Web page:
This year, which has been a very special year in many respects, is coming to an end, and it is therefore time to draw a conclusion, but also to give an outlook on what lies ahead in the next few months.
As far as it is about the European institutions, with the outset of 2021, Portugal will according to the schedule take over the presidency of the EU Council after six months of German presidency. This German presidency of the Council undoubtedly fell into a politically challenging phase, which was not only coined by the COVID crisis, but also more recently by the dispute over the rule-of-law package deal and the Brexit showdown. It can without any doubt be noted to be a success resulting from the German presidency that finally a solution could be found that, even if it does not solve the dispute about the rule of law as such, at least postponed it such that the urgently needed money from both the regular EU MFF (Multiannual Financial Framework) budget and the money from the Corona Recovery Fund, can be released. And this is also a success that is crucial to the arts, culture and educational sector, because it finally allows to launch the next round of calls for application for Creative Europe (art and culture), Erasmus plus (education) and Horizon Europe (research) funding programs.
It is worthwhile to remind at this point that, in the context of the negotiations on the funding of these programs within the framework of the MFF 2021 to 2027, the Erasmus+ and Creative Europe budgets have been increased significantly compared to the previous budget period. Even if the ranks of those who are eligible to apply for these funds has been expanded (among others, for the first time ever architectural projects can be granted by Creative Europe), more money will in the end go to art, culture and higher education than in the past. Unfortunately, this does not apply in the same way to the research sector, because the Horizon Europe program is unfortunately affected by cuts compared to its predecessor program Horizon 2020. In the last mile, a joint resolution was launched on this issue, which was signed by the most renowned players in the field, including the AEC. We are happy to call on our members to join this campaign as individual HEIs. It should by the way be noted at this point that we were not very happy that this resolution, in terms of style and language, gave the impression that it was primarily about the natural sciences. This is certainly a point to be worked on in the future. After all, the AEC, together with other organisations and actors from the field of art and culture, succeeded in implementing a cluster at its own entitled ‚Culture, Creativity & Inclusive Society’ in the new Horizon program – a remarkable success of persistent advocacy.
Of course, the year 2020 was overshadowed by the COVID crisis. Suddenly it became apparent what had been a problem already earlier: the deficient social security that a career in the art and cultural sector entails; the unresolved remuneration of musicians who provide their artistic work via streaming etc. Since the beginning of the current legislative term, it has become increasingly clear that art and culture are receiving strong support from among the members of the European Parliament (e.g. through the cross-party initiative of the Cultural Creators Friendship Group, CCFG), whilst it is comparatively difficult to make the voice of culture to be heard within the European Commission. This is certainly not the fault of the acting Commissioner for Innovation, Research, Culture, Education and Youth, Mariya Gabriel, who – especially in comparison to her predecessor in office – has done a good job so far and can point to some successes. It is rather due to the structure of the commission and the distribution of individual areas of responsibilities between the commission on the one hand and the nation states on the other hand. In this context, however, it must certainly be noted to be one of the disappointments about the performance of the German Council Presidency that an initiative put forward by the European Parliament to earmark part of the funds from the COVID Recovery Funds was not really supported by the German Presidency.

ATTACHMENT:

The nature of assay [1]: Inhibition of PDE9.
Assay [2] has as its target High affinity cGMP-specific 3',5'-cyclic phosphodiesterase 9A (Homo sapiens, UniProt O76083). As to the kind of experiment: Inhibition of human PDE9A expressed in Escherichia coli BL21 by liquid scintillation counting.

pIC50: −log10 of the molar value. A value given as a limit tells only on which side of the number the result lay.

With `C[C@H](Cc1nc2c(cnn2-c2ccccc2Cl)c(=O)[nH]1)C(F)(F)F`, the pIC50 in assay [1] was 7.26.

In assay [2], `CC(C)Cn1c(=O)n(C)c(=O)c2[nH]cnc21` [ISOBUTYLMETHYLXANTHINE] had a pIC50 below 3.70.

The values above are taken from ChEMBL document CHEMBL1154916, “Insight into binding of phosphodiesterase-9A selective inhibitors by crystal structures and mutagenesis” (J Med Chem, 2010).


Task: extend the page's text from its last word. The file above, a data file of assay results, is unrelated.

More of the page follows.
What is the outlook for the new year?
On the one hand, it will be about taking measures on several levels to make the letter A in the acronym STEAM even more visible and to sustainably anchor it in the minds and hearts of political decision makers. It was one of the great successes of AEC's advocacy activities in recent years to add the A standing for ‚The Arts’ to Sciences, Technology, Engineering and Maths as key subjects within general education. Now it is about raising public awareness of this.
Another key issue will be to ensure that we keep in touch with our British partner institutions – regardless of what the legal situation will be on 1 January 2021.
Last but not least, we will try to help ensuring that also those who earn their living with art and culture and who have so far had insufficient access to state aid under the pandemic, will actually benefit from the COVID Recovery Funds once it comes to be granted by the national governments. However, we must also be aware that this is a task that must now primarily be performed at the level of the nation states.